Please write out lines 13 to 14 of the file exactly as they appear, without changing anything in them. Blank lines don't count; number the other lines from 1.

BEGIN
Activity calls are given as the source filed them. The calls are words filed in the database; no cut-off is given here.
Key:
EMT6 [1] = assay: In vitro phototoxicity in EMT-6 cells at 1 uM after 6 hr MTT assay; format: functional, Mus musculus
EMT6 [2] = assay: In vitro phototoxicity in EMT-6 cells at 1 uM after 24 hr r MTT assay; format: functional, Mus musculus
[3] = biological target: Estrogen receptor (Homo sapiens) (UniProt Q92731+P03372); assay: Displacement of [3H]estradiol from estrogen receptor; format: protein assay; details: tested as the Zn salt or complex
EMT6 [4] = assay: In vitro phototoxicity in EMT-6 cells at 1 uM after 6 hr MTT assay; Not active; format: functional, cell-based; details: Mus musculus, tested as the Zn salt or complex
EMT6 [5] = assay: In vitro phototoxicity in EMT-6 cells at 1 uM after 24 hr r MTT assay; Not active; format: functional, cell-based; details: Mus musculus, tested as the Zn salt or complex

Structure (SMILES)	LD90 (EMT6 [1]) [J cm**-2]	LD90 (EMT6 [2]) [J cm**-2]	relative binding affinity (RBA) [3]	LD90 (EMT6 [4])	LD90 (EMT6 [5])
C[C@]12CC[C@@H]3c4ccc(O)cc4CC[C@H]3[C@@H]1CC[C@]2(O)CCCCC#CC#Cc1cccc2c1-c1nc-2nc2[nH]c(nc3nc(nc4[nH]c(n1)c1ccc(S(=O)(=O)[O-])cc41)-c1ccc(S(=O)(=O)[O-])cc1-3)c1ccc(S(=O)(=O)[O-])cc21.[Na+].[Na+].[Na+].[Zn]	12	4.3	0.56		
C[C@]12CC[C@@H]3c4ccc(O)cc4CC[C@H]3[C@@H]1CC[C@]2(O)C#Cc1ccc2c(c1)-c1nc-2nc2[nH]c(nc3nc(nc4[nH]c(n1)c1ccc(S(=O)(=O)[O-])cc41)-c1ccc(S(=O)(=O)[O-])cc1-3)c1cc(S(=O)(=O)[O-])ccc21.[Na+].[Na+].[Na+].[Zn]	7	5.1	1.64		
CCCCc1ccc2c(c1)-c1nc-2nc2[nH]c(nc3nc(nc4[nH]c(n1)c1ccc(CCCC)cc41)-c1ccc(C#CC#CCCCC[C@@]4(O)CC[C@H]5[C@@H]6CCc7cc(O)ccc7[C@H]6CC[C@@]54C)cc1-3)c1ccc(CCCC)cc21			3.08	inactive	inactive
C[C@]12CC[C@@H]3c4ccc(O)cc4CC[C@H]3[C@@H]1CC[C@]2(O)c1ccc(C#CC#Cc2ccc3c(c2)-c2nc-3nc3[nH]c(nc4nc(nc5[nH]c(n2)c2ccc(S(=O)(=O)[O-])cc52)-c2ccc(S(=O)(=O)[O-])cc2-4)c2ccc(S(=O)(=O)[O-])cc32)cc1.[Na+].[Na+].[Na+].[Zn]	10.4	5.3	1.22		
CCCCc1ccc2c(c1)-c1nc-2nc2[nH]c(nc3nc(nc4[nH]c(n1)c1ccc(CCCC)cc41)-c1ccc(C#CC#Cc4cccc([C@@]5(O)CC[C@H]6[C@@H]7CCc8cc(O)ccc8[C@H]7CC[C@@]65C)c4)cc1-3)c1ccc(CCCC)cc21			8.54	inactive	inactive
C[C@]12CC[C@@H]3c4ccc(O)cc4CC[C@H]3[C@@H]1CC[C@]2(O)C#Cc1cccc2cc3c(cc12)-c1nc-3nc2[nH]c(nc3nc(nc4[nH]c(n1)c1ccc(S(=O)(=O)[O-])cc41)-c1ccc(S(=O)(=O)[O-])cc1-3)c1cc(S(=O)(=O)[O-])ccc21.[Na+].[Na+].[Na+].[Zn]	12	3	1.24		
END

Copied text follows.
CCCCc1ccc2c(c1)-c1nc-2nc2[nH]c(nc3nc(nc4[nH]c(n1)c1ccc(CCCC)cc41)-c1ccc(C#CC#Cc4cccc([C@@]5(O)CC[C@H]6[C@@H]7CCc8cc(O)ccc8[C@H]7CC[C@@]65C)c4)cc1-3)c1ccc(CCCC)cc21			8.54	inactive	inactive
C[C@]12CC[C@@H]3c4ccc(O)cc4CC[C@H]3[C@@H]1CC[C@]2(O)C#Cc1cccc2cc3c(cc12)-c1nc-3nc2[nH]c(nc3nc(nc4[nH]c(n1)c1ccc(S(=O)(=O)[O-])cc41)-c1ccc(S(=O)(=O)[O-])cc1-3)c1cc(S(=O)(=O)[O-])ccc21.[Na+].[Na+].[Na+].[Zn]	12	3	1.24		